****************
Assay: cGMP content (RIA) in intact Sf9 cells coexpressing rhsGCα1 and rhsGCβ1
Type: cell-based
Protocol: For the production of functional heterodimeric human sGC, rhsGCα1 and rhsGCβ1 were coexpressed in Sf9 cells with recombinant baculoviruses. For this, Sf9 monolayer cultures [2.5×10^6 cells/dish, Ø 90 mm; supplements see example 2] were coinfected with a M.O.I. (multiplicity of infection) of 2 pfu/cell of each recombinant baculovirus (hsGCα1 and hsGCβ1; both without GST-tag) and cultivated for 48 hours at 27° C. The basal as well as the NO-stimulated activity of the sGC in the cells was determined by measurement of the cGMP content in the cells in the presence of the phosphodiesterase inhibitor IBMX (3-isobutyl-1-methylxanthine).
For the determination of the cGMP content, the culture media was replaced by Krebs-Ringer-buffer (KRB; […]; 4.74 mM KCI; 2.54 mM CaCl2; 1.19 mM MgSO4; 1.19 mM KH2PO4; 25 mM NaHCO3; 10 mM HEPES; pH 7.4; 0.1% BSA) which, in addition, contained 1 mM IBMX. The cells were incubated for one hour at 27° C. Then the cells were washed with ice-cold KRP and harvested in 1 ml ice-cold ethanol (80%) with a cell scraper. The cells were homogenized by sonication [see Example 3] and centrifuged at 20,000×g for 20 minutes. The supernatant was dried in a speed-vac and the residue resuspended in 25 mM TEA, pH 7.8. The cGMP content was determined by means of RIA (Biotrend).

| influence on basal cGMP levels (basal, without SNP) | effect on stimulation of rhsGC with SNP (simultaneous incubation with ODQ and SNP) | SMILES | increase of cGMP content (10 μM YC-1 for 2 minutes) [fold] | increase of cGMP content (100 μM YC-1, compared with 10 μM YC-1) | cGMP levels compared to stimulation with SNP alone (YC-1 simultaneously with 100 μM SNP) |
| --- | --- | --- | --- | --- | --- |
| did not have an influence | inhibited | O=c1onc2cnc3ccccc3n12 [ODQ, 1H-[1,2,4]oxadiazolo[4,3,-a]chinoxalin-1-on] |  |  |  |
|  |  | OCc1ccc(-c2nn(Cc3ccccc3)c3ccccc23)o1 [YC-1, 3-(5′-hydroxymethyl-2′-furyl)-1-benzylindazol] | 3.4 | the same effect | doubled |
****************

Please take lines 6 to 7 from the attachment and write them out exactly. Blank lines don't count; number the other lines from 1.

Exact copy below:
| --- | --- | --- | --- | --- | --- |
| did not have an influence | inhibited | O=c1onc2cnc3ccccc3n12 [ODQ, 1H-[1,2,4]oxadiazolo[4,3,-a]chinoxalin-1-on] |  |  |  |